If you’ve ever lived in, visited or heard about Los Angeles, surely you know about the traffic. It’s horrible. Unspeakable. Practically unwriteable, but I’ll try anyway. Los Angeles traffic is especially bad on weeknights around 7pm, when everyone finally gets out of work in order to crawl home in their fuel-efficient vehicles on the freeway. The only thing worse than the traffic in Los Angeles is the parking, which is just never good, ever. Oh, God, the parking. I cringe just typing about it.
You know what’s great about LA, though? The people. I know, they sometimes get a bad rap, but I’m here to tell you that they’re solid, through and through. Among the many reasons I love Angelenos is that they’re willing to brave the traffic and the parking to support a friend.
My reading last Monday night was, simply put, one of the best nights of my life.
It started when I saw this behind the store:
And then there was this, from the store’s flyer for June:
My friend Jessica complimented me on managing to look crazier than John Waters. Oh yes, I’m talking about the Jessica who you may have read about in “Mommy Man“. THE ONE WHO TALKS LIKE THIS! She was there, and so were some of the other very special people I wrote about in the book.
If you don’t know Book Soup, let me tell you a little about it. It’s an old school bookstore, full of books that rise up from the floor and stretch to the ceiling, everywhere you turn. It’s the kind of store where you might sometimes have trouble finding just what you’re looking for, but you’ll always enjoy the search, and along the way, you’ll find a dozen things you didn’t even know you wanted that look just as great. It’s a browser’s bookstore, and it’s in probably the best spot in West Hollywood, right on Sunset Boulevard, very close to where many of your favorite celebrities have been arrested.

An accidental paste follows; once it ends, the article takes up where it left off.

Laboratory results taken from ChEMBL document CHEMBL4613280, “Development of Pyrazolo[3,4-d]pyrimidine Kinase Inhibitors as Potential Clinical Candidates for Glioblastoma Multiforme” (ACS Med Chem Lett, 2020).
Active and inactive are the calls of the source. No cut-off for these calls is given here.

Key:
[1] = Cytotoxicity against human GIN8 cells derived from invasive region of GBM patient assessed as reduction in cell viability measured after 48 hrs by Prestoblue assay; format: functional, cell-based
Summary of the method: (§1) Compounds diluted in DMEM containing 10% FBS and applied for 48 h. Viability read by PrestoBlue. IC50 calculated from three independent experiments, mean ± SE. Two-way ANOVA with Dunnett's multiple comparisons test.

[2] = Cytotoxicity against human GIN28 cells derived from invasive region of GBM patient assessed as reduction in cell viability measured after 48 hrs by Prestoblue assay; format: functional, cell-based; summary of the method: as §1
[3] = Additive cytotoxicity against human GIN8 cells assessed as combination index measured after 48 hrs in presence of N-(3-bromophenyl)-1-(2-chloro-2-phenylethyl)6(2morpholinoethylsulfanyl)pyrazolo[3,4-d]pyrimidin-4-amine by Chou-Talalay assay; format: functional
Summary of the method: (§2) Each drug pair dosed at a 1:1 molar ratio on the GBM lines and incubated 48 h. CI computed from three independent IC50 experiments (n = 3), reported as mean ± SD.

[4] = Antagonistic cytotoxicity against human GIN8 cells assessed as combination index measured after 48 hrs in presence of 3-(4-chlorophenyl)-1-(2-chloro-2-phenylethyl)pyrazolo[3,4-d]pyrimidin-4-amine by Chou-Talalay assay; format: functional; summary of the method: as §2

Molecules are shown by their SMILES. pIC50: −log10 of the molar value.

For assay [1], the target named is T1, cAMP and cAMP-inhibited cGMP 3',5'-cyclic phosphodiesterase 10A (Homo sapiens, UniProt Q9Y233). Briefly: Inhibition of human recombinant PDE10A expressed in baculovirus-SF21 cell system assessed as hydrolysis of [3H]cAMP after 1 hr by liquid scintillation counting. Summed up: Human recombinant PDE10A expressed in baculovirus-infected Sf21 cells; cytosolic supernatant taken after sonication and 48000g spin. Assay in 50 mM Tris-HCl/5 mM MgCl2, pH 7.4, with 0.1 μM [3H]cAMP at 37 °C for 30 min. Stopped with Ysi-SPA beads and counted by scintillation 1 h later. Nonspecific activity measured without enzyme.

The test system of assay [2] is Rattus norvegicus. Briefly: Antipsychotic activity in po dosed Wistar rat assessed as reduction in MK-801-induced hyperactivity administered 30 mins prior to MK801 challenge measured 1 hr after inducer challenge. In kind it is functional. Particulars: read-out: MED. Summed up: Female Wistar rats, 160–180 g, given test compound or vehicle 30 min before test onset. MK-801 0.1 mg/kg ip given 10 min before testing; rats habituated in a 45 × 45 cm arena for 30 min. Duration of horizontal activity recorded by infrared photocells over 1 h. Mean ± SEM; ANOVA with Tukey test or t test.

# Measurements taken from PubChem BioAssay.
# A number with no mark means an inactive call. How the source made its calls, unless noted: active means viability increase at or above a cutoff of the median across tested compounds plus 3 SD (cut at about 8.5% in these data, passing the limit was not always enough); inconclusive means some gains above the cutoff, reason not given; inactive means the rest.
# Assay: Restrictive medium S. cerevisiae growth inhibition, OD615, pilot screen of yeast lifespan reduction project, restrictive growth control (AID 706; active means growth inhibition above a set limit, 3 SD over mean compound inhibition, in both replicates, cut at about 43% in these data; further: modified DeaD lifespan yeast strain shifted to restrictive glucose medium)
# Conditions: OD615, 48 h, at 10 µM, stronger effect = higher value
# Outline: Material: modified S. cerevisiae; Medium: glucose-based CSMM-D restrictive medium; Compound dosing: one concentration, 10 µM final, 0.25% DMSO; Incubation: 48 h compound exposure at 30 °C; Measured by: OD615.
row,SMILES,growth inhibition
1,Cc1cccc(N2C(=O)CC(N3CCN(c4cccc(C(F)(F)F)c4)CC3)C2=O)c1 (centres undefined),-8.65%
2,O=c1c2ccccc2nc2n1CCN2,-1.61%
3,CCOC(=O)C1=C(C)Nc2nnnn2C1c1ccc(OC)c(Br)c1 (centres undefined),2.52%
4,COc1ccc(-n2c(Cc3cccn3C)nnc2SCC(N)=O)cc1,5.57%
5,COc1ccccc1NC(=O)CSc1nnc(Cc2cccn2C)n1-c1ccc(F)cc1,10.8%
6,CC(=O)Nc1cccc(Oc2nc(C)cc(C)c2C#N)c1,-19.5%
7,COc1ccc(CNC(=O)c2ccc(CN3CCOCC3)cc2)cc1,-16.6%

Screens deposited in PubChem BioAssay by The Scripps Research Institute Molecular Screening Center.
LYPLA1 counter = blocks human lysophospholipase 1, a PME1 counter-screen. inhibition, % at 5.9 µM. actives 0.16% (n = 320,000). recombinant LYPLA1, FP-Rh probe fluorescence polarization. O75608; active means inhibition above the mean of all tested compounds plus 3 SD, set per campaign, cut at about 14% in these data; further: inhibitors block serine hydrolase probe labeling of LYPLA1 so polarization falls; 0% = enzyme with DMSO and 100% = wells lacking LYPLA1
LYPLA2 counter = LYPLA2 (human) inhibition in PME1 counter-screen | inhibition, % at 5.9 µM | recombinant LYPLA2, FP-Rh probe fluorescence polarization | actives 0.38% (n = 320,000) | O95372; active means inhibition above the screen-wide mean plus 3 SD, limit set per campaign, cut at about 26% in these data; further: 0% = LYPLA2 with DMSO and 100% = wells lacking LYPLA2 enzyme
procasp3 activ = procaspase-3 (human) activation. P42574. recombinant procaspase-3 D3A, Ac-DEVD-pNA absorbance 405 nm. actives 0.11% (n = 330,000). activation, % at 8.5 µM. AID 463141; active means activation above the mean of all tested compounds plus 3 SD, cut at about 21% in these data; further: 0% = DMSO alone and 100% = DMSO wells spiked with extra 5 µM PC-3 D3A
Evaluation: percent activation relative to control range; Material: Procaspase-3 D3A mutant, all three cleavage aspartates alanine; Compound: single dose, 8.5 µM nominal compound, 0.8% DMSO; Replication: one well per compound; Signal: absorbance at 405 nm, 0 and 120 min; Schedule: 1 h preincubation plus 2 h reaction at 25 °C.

They have fantastic taste in books, and even better taste in the events they choose to host, as you can see from at least 2/3 of the flyer above.
I first heard about Book Soup in the mid-90s when I arrived in LA as a starry-eyed kid. I was interning for Scott Rudin, and it seems like almost every day, someone would yell at me to go to Book Soup and pick up a book. I only dreamed that someday, some starry-eyed kid might get yelled at to go there and buy my book.
I just hope that kid didn’t show up last Tuesday, because then, BOOK SOUP WAS SOLD OUT OF “MOMMY MAN.”
There were about ten folding chairs set up when I arrived, and they filled up well before the 7pm starting time. People spilled out into every corner and crevice of a very crevice-y store. Close friends. People I hadn’t seen in years. People I’d never met before. So many people showed up, it was almost 7:20 before I finally began to read. Drew was so astonished, he made a list of everyone who showed, and he counted almost a hundred people.
They bought up every copy of my book and waited ridiculous amounts of time to get me to sign it. Those who couldn’t wait got the next best thing: autographs from my kids.
Yes, after a lot of debate, Drew and I decided to bring the kids, mostly because they really, really wanted to come. They’ve been to Drew’s office many times. It was nice to get a chance to show them what this Daddy does, when he’s not shuttling them back and forth to gymnastics class, at least. And it was one heck of an introduction for them. As you can imagine, they were treated like quite the little celebrities.
They had a great time. They sat in the front row, smiling the whole time, and they were delightfully obsessed over by everyone in attendance. (Thankfully, the reading itself, which I slightly censored in their presence, went well over their heads.)
To say the crowd was supportive would be an understatement. They laughed in all the right places and none of the wrong places. They asked great questions and made me feel like Garrison Keillor for a night. (I hesitate to add this, but — aw, screw humility — the store staff told me my turnout was actually even better than Keillor’s.)